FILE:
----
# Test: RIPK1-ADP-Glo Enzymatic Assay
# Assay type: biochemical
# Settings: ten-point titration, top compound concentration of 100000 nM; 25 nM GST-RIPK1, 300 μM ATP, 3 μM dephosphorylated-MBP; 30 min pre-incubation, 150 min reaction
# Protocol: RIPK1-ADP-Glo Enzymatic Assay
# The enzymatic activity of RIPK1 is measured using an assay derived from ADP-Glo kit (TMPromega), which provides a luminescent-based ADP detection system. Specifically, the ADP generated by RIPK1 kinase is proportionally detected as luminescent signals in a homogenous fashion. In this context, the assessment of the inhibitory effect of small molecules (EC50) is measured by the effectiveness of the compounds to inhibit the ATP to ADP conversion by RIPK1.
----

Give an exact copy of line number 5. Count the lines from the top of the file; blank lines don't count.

# The enzymatic activity of RIPK1 is measured using an assay derived from ADP-Glo kit (TMPromega), which provides a luminescent-based ADP detection system. Specifically, the ADP generated by RIPK1 kinase is proportionally detected as luminescent signals in a homogenous fashion. In this context, the assessment of the inhibitory effect of small molecules (EC50) is measured by the effectiveness of the compounds to inhibit the ATP to ADP conversion by RIPK1.